youngest SRNA youngest SRNA | allnurses

youngest SRNA

  1. 0 how old was the youngest SRNA/RRNA youve seen? just curious cus a friend of mine will be applying when hes about 23. ill be applying when im about 25. both of us will have a atleast 2yrs in a busy cvicu. i notice many applicants on here are 30-40yo. does our age put us at a disadvantage?
  2. Visit  Phishininau profile page
    0
    I am 29. I have only been out of nursing school for about 18 months, and taught high school for three years before that.

    Everyone that I personally know is my age or older. I am sure however that there are younger SRNAs out there.
  3. Visit  heartICU profile page
    0
    Quote from blee1
    how old was the youngest SRNA/RRNA youve seen? just curious cus a friend of mine will be applying when hes about 23. ill be applying when im about 25. both of us will have a atleast 2yrs in a busy cvicu. i notice many applicants on here are 30-40yo. does our age put us at a disadvantage?
    I applied when I was 23 and began the program at 24.
  4. Visit  blee1 profile page
    0
    Quote from heartICU
    I applied when I was 23 and began the program at 24.
    were you worried about your age, did you seem like you were at a disadvantage? thanks for the quick replys..
    Last edit by blee1 on Feb 5, '06
  5. Visit  Pete495 profile page
    0
    there is a 23 and a 25 year old in my class. but probably 90% of the class is 26 or above. Don't worry about the age though. I applied when I was 24, and was accepted. I had the experience and all that jazz so it didn't matter.
  6. Visit  Focker profile page
    0
    I'm 24, had 2 years MICU, just started Duke's program. As long as you have the requisite amount of ICU experience, youth may even be an advantage. My reasoning is that with a larger portion of CRNA population in 40s and 50s, and baby boomers just starting to reach the age where they will make up a significant portion of pts., and relative lack of supply of CRNAs compared with demand, it is in the interest of the profession to inject its ranks with younger practitioners. Younger age translates to more years in the profession. Just conjecture, anyone agree/disagree?
  7. Visit  WVUturtle514 profile page
    0
    I applied to school right after I turned 23 and started when I was 24. I am not the youngest person in my class though. There are 4 other 24 year olds in my class, although all of us are only a few months apart!
  8. Visit  Alpha13 profile page
    0
    Anyone care to speculate why the average age of new SRNAs is so high?an extra year in undergrad and 1-2 years in ICU shouldn't kick the average age of first year SRNAs into the 30s!
  9. Visit  rubin777 profile page
    0
    hey guys- I am 24 and applied when I was 23. my friend in the program applied when he was 22 and started when he was 23. we are both the youngest, with the average age in the 30s. I believe the age of most crnas is in the 30s mainly because of mature nature of ICU/ER nursing and the maturity it takes to start crna school. most of my friends who are my age still haven't graduated from college. also, most RNs are female and a lot end up having children and decided to attend crna school after a couple of years of taking care of their kids. just my thoughts.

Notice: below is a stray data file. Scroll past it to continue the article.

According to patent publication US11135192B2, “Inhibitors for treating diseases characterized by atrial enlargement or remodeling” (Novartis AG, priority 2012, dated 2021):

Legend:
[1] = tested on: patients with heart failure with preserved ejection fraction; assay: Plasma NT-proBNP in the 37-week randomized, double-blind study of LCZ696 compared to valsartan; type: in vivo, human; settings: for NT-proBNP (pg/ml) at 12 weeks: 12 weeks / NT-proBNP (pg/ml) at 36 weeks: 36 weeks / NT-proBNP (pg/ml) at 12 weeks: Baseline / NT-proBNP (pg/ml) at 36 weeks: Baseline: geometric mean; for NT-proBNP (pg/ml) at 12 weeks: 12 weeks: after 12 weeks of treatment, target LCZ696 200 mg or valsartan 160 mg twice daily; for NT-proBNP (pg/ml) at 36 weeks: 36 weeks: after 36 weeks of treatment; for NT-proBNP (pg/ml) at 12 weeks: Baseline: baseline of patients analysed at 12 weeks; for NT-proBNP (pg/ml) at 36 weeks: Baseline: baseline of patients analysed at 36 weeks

10. Visit  athomas91 profile page
    1
    i applied at age 25 - was accepted and started just prior to turning 28...

    i will admit - that i am sure that there are a multitude of "younger than thats" that can handle it...but i am thankful i worked as long as i did prior to school - it can only make you better...experience never hurts
    PatMac10,RN likes this.
  11. Visit  ICUDOUCME? profile page
    0
    If I get in, I'll start my CRNA schooling at the ripe old age of 46. I admire and encourage you younger people to go for it. I wish I had done this in my 20's but I lacked the focus I have now. I personally know several younger nurses who are heading in this direction and they do not lack focus!

    I think success in any field depends on the energy you are willing to give it. If you have the drive, then do it. Don't let anything stop you. You will never regret it.

    Just a comment on the age of current CRNAs. I worry that I won't be a competitive candidate because schools will be looking to educate younger people to counter balance the aging of the current CRNAs. When I graduate, I'll be 48 and just starting out. I hope to enjoy at least 15 years in the field.
  12. Visit  suzanne4 profile page
    0
    Many are seasoned ICU nurses that decided to go onto something else. And use all of the previous experience that they have acquired to go onto other things. The position of being a CRNA actually comes with an extreme amount of responsibility, more than some are even aware of until later on.
  13. Visit  EmeraldNYL profile page
    0
    Quote from heartICU
    I applied when I was 23 and began the program at 24.
    Me too heartICU. I'm now 25, and there is a girl in my class who is 24. Most people in my class are in their early to mid 30's though. My age didn't even phase me until I started clinicals, and I got a few comments about how I'm still a "baby". One or two of my patients have commented on how young I look as well. My thought is that it's much better to do CRNA school while you're young-- I'll have more time to pay off all those student loans that are accumulating!! Also I am single and I only have to worry about taking care of myself and my dog, which is difficult enough at times. I am glad I did it now instead of waiting, but I do think you have to be highly motivated.

close
close